In addition to the broad continuum involving FG and RG, researchers have described protective gatekeeping (PG), which is a form of RG (Austin et al., 2013). PG involves restricting the other parent’s involvement or criticizing the other parent’s parenting skills due to concern about possible harm to the child. Reasons for PG include a history of intimate partner violence (IPV), harsh parenting, substance use, or a psychological disorder; these claims clearly require evidence.

Austin (2018) developed a justification analysis protocol for PG to assess whether the restrictive parent’s “gateclosing” behaviors were justified; he noted the importance of identifying the specific sources of potential harm and implementing protective measures. Based on an evaluator’s investigation, PG may be assessed as either unjustified restrictive gatekeeping (URG) or justified restrictive gatekeeping (JRG). URG refers to cases in which there is insufficient evidence to support restricting the other parent, and JRG refers to cases in which there is cause to restrict the other parent’s access (Austin, 2018). The 2013 bench book indicates that access may be limited in several ways when JRG is present, including supervising telephone calls or visitation (Austin, Fieldstone, & Pruett, 2013). It also notes that considering whether or not restrictive gatekeeping is justified is “essential” and “central” in cases involving abuse, relocation, or alleged alienation. The bench book provides a table to illustrate the safety issues that are the primary way to distinguish JRG from URG (p. 6):

The bench book states that parental alienating behaviors are considered a form of RG, as they would be expected to negatively impact the other parent-child relationship (Austin et al., 2013).  The authors also noted, “A behavioral pattern of alienation occupies the extreme, restrictive end of the gatekeeping continuum” (p. 11).  However, Saini et al. (2017) suggested that gatekeeping should be assessed not only in terms of facilitation and restriction, but also in terms of the consequences for or impacts on the child (either positive or negative).  They argue that the child’s sense of safety and well being should be “the paramount focus” (p. 265).  These authors add the terms adaptive gatekeeping (either facilitative behaviors that benefit the child or restrictive behaviors that protect the child) and maladaptive gatekeeping (either facilitative behaviors that fail to address a child’s safety or well being or restrictive behaviors that are unjustified).  Adding the dimension of adaptive and maladaptive gatekeeping “emphasizes that not all facilitative gatekeeping supports and protects the child’s safety and well-being, and not all restrictive gatekeeping should be considered maladaptive” (p. 268).

Conclusion: PA Terms and Concepts

Overall, researchers suggest that describing “parental alienating behaviors” (PABs) is preferable to using the broad, loosely defined concept of parental alienation.  The concept of gatekeeping may also be clearer and more relevant than alienation.  Gatekeeping is believed to occur on a continuum that varies in degree (low, medium, and high), in quality (how facilitative or restrictive a parent is), and across specific behavioral domains (such as information sharing, communication, or appreciation of the other parent).  Gatekeeping has been divided into two primary patterns, facilitative or restrictive, and restrictive gatekeeping can be considered either justified or unjustified.  Other researchers suggest using the terms of adaptive or maladaptive gatekeeping to emphasize that the safety and well being of the child may be protected by either facilitative or restrictive parental behaviors, depending on the situation.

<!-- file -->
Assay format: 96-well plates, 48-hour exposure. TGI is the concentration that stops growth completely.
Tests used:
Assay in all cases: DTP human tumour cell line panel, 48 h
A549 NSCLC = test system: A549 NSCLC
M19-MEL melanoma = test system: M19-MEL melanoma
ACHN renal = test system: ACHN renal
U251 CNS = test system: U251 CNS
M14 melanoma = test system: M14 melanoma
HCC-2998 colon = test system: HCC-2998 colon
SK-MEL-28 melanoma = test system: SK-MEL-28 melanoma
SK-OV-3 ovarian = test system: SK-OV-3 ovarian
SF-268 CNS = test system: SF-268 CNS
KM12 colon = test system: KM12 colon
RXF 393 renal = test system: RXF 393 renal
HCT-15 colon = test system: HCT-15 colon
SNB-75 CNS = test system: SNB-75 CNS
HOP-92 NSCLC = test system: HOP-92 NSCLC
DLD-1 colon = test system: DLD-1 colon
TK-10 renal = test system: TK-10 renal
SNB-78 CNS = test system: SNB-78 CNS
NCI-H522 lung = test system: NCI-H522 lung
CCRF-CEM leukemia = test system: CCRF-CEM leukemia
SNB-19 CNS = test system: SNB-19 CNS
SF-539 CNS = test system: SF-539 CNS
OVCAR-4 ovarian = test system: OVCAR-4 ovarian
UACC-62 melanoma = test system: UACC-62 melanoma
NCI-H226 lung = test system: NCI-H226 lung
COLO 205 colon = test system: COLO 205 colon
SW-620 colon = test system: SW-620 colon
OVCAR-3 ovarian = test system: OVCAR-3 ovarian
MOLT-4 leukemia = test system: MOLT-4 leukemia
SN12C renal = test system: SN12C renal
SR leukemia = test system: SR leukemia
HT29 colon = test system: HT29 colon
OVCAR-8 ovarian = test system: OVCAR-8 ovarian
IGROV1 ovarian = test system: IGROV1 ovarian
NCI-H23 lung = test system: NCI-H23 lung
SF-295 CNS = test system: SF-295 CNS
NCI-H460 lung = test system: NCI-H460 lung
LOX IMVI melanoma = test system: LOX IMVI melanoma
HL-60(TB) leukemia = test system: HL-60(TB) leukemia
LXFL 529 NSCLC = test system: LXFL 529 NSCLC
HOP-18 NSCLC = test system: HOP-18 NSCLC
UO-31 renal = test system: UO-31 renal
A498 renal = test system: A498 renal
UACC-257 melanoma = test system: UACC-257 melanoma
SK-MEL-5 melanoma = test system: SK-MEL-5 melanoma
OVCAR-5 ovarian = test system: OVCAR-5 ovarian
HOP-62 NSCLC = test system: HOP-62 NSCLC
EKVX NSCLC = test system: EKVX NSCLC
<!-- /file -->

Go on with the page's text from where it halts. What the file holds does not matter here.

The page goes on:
Coming Next

The second article in this series will describe some of the major issues and controversies surrounding alienation.

Want to talk to someone about this? 

Contact Dr. Ludlam: drjulianne@kkjpsych.com or call 919-493-1975.

References

Austin, W. G.  (2018).  Parental gatekeeping and child custody evaluation: Part III: Protective gatekeeping and the overnights “conundrum.”  Journal of Divorce and Remarriage, 59(5), 429-451.

Austin, W. G., Fieldstone, L., & Pruett, M. K.  (2013).  Bench book for assessing parental gatekeeping in parenting disputes: Understanding the dynamics of gate closing and opening for the best interests of children.  Journal of Child Custody, 10, 1-16.

Deutsch, R., Drozd, L., & Ajoku, C.  (2020).  Trauma-informed interventions in parent-child contact cases.  Family Court Review, 58(2), 470-487.

Drozd, L., Saini, M., Walters, M. Fidler, B., & Deutsch R. M. (2020). Changes in Resist-Refuse Dynamics Checklist (CRDC).

Fidler, B. J., & Bala, N.  (2020).  Concepts, controversies and conundrums of “alienation:” Lessons learned in a decade and reflections on challenges ahead.  Family Court Review, 58(2), 576-603.

Johnston, J. R., & Sullivan, M. J.  (2020).  Parental alienation: In search of common ground for a more differentiated theory.  Family Court Review, 58(2), 270-292.

Saini, M. A., Drozd, L. M., & Olesen, N. W.  (2017).  Adaptive and maladaptive gatekeeping behaviors and attitudes: Implications for child outcomes after separation and divorce.  Family Court Review, 55(2), 260-272. 

Spread the love
Julianne Ludlam

I conduct forensic and psychological evaluations for KKJ, and I have two overarching goals in this work. First, I strive for accuracy, honesty, and fairness in all evaluations. Second, it is important to me to demonstrate respect and appreciation for differences between individuals and groups.